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Is risk taking used as a cue in mate choice?

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27 pages
From the book : Evolutionary Psychology 4: 367-393.
More frequent risk taking among young men than women has been explained as a sexually selected trait, perhaps advertising male quality.
We investigated this hypothesis in three studies.
(1) Young men and women rated how attractive they would find it if a potential partner took various specific risks.
A domain-specific risk inventory allowed us to distinguish whether risk taking is attractive generally or only in certain domains.
Both sexes reported social and recreational risk taking as attractive (the latter not always significantly so), but other domains of risk taking as unattractive (ethics, gambling, and health) or neutral (investment).
The sexes differed markedly little.
Parallel studies in Germany and the United States yielded very similar results.
(2) We asked subjects to predict how attractive the other sex would find it if the subject performed each risky behavior.
Both sexes were rather accurate (which could be merely because they assume that the other sex feels as they do) and sex differences in attractive risk taking are not explicable by sex differences either in attraction or in beliefs about what others find attractive.
However, our data could explain why unattractive risks are more often taken by men than women (men slightly underestimated the degree of unattractiveness of such risks, whereas U.S.
women overestimated it, perhaps because they themselves found such risk taking more unattractive than did U.S.
men).
(3) Both members of 25 couples reported their likelihood of engaging in specific risky behaviors, their perception of these risks, and how attractive they would have found these behaviors in their partner.
One hypothesis was that, for instance, a woman afraid of heights would be particularly impressed by a man oblivious to such risks.
Instead we found positive assortment for risk taking, which might be explained by a greater likelihood of encountering people with similar risk attitudes (e.g.
members of the same clubs) or a greater compatibility between such mates.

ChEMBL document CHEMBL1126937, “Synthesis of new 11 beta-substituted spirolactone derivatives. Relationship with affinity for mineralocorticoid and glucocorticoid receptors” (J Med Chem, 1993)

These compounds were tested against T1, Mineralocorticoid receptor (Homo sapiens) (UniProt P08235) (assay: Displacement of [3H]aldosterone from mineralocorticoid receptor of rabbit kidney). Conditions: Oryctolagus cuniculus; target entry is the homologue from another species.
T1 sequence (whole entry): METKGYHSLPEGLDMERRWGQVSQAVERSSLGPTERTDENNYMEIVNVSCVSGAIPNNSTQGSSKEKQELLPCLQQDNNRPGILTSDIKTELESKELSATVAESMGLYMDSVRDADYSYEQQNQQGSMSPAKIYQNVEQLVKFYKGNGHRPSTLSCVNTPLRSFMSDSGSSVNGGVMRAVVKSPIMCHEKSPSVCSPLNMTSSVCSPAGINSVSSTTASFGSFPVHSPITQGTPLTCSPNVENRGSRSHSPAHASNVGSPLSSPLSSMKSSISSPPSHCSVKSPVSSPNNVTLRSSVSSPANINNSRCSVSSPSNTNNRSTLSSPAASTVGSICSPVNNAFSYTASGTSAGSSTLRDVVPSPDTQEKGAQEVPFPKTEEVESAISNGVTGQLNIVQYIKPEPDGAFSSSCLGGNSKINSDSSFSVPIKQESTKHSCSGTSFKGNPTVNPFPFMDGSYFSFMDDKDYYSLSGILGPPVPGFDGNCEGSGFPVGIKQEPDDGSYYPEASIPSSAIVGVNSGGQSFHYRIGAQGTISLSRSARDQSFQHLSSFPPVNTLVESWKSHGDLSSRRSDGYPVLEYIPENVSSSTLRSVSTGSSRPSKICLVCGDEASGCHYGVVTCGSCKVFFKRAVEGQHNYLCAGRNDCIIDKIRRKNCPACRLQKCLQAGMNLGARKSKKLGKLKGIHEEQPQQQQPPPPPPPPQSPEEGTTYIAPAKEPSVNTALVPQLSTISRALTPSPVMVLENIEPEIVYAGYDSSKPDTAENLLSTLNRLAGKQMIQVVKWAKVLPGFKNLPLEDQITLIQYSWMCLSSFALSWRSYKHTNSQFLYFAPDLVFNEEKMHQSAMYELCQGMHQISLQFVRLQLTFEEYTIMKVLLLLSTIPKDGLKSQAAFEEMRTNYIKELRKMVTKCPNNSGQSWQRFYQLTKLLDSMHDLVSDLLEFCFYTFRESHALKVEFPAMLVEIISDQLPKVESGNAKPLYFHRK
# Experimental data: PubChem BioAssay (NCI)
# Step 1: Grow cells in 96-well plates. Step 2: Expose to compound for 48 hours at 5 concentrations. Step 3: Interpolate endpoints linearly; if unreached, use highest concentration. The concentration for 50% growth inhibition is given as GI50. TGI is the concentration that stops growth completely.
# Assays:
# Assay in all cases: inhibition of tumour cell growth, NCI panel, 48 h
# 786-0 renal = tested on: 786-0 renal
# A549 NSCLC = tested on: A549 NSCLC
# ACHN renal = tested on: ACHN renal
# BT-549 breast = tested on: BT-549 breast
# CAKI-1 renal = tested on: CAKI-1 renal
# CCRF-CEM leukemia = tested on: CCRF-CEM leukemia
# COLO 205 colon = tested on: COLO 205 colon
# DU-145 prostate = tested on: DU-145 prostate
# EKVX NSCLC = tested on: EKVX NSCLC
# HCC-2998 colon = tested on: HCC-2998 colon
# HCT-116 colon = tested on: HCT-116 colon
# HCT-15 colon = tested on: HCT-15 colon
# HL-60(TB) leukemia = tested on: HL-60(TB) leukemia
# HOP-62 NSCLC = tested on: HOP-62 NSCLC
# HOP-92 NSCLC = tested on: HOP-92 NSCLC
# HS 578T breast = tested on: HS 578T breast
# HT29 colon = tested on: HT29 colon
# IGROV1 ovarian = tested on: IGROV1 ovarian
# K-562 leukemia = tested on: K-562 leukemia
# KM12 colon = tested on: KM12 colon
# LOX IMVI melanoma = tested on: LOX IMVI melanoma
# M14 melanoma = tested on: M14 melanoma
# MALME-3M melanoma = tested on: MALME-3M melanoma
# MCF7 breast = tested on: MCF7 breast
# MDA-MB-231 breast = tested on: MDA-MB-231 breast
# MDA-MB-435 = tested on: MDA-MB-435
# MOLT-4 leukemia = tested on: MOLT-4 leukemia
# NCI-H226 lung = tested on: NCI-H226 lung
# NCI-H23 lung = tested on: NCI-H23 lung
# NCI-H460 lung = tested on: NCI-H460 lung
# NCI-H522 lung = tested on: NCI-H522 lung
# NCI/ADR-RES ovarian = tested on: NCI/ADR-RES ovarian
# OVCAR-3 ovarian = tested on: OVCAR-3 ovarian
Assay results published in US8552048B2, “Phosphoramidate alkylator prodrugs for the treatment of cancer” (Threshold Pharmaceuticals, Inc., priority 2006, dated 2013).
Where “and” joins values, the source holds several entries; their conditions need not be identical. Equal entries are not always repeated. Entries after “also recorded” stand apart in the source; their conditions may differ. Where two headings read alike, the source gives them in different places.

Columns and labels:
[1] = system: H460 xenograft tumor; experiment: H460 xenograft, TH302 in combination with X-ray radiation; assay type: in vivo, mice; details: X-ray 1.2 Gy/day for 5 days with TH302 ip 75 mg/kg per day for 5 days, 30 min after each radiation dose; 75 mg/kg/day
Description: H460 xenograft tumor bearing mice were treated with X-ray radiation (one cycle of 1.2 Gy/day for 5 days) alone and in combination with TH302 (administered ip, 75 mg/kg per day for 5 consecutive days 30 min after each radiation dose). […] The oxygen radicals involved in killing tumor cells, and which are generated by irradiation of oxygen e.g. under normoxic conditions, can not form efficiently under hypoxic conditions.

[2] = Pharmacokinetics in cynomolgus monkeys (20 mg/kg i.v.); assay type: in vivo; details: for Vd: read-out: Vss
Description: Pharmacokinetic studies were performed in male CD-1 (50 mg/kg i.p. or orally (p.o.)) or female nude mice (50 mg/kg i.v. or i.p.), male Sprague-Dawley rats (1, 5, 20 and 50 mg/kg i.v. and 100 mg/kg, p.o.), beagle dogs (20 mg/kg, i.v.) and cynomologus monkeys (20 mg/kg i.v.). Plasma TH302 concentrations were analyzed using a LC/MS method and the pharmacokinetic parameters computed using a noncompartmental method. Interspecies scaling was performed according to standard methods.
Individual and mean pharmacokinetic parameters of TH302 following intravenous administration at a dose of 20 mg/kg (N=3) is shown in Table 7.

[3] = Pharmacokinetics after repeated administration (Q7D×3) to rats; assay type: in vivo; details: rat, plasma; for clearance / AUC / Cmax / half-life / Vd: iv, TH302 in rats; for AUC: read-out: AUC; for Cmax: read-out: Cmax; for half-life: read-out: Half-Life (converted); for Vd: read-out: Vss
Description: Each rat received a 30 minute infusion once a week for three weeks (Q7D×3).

Finally, contrary to the assumption that taking a low risk is likely to be less revealing of an individual’s quality than taking a high risk, we found a strong negative
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Evolutionary Psychologyhumannature.com/ep – 2006. 4: 367393Original Article Is risk taking used as a cue in mate choice? Andreas Wilke, Center for Adaptive Behavior and Cognition, Max Planck Institute for Human Development, Germany and Center for Behavior, Evolution and Culture, UCLA Department of Anthropology, 341 Haines Hall, Box 951553, Los Angeles, CA 900951553, USA. Tel.: +13106667930; Fax: +13102067833. Email: wilke@ucla.edu John M. C. Hutchinson, Center for Adaptive Behavior and Cognition, Max Planck Institute for Human Development, Germany. Email: hutch@mpibberlin.mpg.de Peter M. Todd, Center for Adaptive Behavior and Cognition, Max Planck Institute for Human Development, Germany and School of Informatics and Cognitive Science Program, Indiana University, USA. Email: pmtodd@indiana.edu Daniel J. Kruger, Prevention Research Center and Institute for Social Research, University of Michigan, USA. Email: kruger@umich.edu Abstract:More frequent risk taking among young men than women has been explained as a sexually selected trait, perhaps advertising male quality. We investigated this hypothesis in three studies. (1) Young men and women rated how attractive they would find it if a potential partner took various specific risks. A domainspecific risk inventory allowed us to distinguish whether risk taking is attractive generally or only in certain domains. Both sexes reported social and recreational risk taking as attractive (the latter not always significantly so), but other domains of risk taking as unattractive (ethics, gambling, and health) or neutral (investment). The sexes differed markedly little. Parallel studies in Germany and the United States yielded very similar results. (2) We asked subjects to predict how attractive the other sex would find it if the subject performed each risky behavior. Both sexes were rather accurate (which could be merely because they assume that the other sex feels as they do) and sex differences in attractive risk taking are not explicable by sex differences either in attraction or in beliefs about what others find attractive. However, our data could explain why unattractive risks are more often taken by men than women (men slightly underestimated the degree of unattractiveness of such risks, whereas U.S. women overestimated it, perhaps because they themselves found such risk taking more unattractive than did U.S. men). (3) Both members of 25 couples reported their likelihood of engaging in specific risky behaviors, their perception of these risks, and how attractive they would have found these behaviors in their partner. One hypothesis was that, for instance, a woman afraid of heights would be particularly impressed by a man oblivious to such risks. Instead we found positive assortment for risk taking, which might be explained by a greater likelihood of encountering people with similar risk attitudes (e.g. members of the same clubs) or a greater compatibility between such mates. Finally, contrary to the assumption that taking a low risk is likely to be less revealing of an individual’s quality than taking a high risk, we found a strong negative